notes on a turkey.

the images in this post were all taken as part of andrea’s 10/10/10 project.

2/10. autumn's here.

autumn approaches.

so, i did it.

i actually made thanksgiving dinner for eight people. nine, if you count my niece who consumed her share of pie and cheesecake. i will be fair, in saying that both my mother and mother-in-law made a dish and that one sister-in-law allowed us to use her place (and her dining room table, a key factor, if you ever saw one), while another brought naan chips and dip (less of a key factor, really).

but, at the end of the day, the meal was a triumph, one for my recipes, and my adaptations of others’ recipes, were held to the highest standard of family who are at once picky and adventurous eaters. i somehow expected something to go wrong. and to be honest, i think so did they.

9/10. it's a turkey.

the bird.

in addition to prepping dinner, i also attended a two year-old’s birthday party, just prior to putting the turkey in the oven. when i mentioned to my mother at the party that the turkey had yet to go in, she seemed taken aback. apparently, one does not roast a turkey at 425. but, it worked. not only that, but everyone at the table was convinced that it was the most moist and juicy turkey they had ever had. thank you, herbed butter for doing your basting work, and aluminum foil for provided added protection from splatters.

8/10. table set.

table for nine.

yes, i know i am boasting. but, it is a feat of feats to provide thanksgiving dinner to both my families: my immediate family are adventurous eaters – in my upbringing, i learned to enjoy escargot and some types of offal, as well as vegetables cooked every which way. on the other hand, prior to this thanksgiving, my in-laws had mostly eaten boiled peas, raw carrots and mashed potatoes, and the cranberry sauce came from a jar.* it was kind of exciting to see everyone in that room nodded in agreement, and make various noises to show that they were comforted by the food that i had made. they were all happy and thankful for this meal.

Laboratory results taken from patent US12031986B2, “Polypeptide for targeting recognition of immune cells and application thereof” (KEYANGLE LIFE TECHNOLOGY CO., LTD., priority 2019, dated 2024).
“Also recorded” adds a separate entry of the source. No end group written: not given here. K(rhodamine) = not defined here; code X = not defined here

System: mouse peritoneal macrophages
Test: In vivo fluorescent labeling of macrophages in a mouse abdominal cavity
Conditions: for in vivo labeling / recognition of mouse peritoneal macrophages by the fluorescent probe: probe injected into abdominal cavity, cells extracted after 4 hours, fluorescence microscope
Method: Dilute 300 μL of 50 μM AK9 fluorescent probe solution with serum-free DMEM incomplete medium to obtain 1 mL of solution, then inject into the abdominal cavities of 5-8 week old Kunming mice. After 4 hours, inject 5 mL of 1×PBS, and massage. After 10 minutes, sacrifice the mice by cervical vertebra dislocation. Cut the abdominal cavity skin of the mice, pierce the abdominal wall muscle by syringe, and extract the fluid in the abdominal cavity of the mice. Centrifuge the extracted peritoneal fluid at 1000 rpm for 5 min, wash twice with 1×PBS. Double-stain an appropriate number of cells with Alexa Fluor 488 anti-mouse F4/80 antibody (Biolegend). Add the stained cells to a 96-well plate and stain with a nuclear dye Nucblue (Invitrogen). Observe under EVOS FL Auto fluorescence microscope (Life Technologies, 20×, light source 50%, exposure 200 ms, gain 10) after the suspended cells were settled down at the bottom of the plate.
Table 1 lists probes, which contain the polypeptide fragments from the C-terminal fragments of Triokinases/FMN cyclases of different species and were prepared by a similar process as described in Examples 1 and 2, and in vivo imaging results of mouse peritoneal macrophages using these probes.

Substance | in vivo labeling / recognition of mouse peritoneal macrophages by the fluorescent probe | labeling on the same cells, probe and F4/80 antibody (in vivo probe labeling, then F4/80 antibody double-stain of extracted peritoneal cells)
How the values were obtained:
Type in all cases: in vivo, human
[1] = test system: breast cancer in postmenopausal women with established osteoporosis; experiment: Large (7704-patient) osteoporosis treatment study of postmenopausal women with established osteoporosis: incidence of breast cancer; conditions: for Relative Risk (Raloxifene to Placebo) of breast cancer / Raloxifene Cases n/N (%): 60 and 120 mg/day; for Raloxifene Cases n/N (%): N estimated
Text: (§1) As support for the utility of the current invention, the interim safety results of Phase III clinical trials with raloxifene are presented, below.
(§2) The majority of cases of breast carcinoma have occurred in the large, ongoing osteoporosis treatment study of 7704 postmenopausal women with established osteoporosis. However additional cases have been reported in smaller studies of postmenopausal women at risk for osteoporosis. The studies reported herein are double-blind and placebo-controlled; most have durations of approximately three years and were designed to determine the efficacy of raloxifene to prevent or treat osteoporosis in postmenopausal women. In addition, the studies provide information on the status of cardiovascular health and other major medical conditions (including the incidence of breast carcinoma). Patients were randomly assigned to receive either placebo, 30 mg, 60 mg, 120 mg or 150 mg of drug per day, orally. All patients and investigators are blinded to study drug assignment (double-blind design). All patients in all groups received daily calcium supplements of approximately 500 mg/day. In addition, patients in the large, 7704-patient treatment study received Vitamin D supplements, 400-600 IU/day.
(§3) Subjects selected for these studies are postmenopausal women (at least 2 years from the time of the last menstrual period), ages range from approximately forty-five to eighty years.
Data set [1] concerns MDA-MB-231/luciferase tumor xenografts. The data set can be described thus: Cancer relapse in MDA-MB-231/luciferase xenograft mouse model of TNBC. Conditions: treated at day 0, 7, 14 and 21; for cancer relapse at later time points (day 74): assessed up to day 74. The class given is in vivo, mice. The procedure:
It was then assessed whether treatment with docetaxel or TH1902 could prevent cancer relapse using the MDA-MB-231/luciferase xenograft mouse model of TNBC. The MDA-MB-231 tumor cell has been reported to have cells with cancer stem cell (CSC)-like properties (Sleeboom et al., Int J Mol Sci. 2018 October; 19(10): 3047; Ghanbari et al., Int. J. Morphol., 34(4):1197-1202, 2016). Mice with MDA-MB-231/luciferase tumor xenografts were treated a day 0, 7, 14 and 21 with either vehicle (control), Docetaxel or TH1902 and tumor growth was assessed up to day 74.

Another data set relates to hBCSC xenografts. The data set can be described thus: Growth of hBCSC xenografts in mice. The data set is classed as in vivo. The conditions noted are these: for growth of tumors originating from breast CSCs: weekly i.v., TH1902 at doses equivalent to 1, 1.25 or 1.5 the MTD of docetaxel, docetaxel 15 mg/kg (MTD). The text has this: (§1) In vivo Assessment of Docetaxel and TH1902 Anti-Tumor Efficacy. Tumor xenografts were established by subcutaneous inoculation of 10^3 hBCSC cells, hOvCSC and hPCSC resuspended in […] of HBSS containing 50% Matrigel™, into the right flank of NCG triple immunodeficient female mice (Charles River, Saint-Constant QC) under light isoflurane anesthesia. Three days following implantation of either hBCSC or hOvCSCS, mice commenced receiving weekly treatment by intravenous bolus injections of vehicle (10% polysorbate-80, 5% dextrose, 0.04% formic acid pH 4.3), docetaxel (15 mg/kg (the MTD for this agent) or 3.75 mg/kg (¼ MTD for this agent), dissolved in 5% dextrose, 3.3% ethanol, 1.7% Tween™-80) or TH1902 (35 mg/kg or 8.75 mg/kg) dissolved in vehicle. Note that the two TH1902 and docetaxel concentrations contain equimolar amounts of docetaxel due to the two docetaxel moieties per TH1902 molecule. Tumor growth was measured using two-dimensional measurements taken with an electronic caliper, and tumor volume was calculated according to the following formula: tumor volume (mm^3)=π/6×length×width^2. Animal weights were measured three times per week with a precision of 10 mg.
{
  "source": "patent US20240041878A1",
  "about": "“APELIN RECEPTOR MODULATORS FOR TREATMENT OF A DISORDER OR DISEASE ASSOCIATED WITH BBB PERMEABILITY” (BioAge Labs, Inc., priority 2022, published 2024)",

a happy medium. a compromise of food, if you will. that is what this thanksgiving was about.

*to be honest, i don’t care for cranberry sauce on turkey. however, it was agreed that the sauce at dinner on sunday would also be nice on toast or with fruit. or ice cream. or wherever else one might find themselves putting jam.


2 thoughts on “notes on a turkey.

  1. When I was in Mexico I decided to make Thanksgiving dinner for my host family. They decided it was a party and invited 20 people. So suddenly my first solo attempt at Thanksgiving dinner turned into a huge ordeal. Not to mention finding a turkey in Mexico is a whole different story. But at the end of the day I felt very accomplished. Looks like your dinner turned out well. Now I want Thanksgiving dinner, but it’s still over a month away here.

  2. I had to adjust to stuffing in Ontario as it is different from what we make out east. We use Summer Savoury and potatoes in our stuffing…my in laws use sage. BUT they also make a great cranberry orange “sauce” that I love and would eat on anything if I could get away with it! My first turkey had a real “note” on it as I could not locate the baggie with the giblets etc…and the printing got cooked onto the inside of the turkey.

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